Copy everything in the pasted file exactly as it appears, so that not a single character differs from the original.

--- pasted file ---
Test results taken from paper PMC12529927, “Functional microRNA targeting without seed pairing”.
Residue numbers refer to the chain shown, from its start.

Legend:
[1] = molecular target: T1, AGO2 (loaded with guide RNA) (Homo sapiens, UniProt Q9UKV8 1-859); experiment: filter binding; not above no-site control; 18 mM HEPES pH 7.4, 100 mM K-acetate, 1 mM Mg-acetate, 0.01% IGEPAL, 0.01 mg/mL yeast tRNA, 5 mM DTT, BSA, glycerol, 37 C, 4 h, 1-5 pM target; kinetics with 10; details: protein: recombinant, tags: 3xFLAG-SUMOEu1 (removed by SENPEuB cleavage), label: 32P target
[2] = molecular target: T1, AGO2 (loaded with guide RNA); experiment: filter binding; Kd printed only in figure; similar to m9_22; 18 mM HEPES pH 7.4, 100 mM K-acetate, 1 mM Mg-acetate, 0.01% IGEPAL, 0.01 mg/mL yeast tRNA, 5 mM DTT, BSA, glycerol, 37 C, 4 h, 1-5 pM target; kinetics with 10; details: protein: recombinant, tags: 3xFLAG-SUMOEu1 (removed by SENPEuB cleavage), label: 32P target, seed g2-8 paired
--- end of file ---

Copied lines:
Test results taken from paper PMC12529927, “Functional microRNA targeting without seed pairing”.
Residue numbers refer to the chain shown, from its start.

Legend:
[1] = molecular target: T1, AGO2 (loaded with guide RNA) (Homo sapiens, UniProt Q9UKV8 1-859); experiment: filter binding; not above no-site control; 18 mM HEPES pH 7.4, 100 mM K-acetate, 1 mM Mg-acetate, 0.01% IGEPAL, 0.01 mg/mL yeast tRNA, 5 mM DTT, BSA, glycerol, 37 C, 4 h, 1-5 pM target; kinetics with 10; details: protein: recombinant, tags: 3xFLAG-SUMOEu1 (removed by SENPEuB cleavage), label: 32P target
[2] = molecular target: T1, AGO2 (loaded with guide RNA); experiment: filter binding; Kd printed only in figure; similar to m9_22; 18 mM HEPES pH 7.4, 100 mM K-acetate, 1 mM Mg-acetate, 0.01% IGEPAL, 0.01 mg/mL yeast tRNA, 5 mM DTT, BSA, glycerol, 37 C, 4 h, 1-5 pM target; kinetics with 10; details: protein: recombinant, tags: 3xFLAG-SUMOEu1 (removed by SENPEuB cleavage), label: 32P target, seed g2-8 paired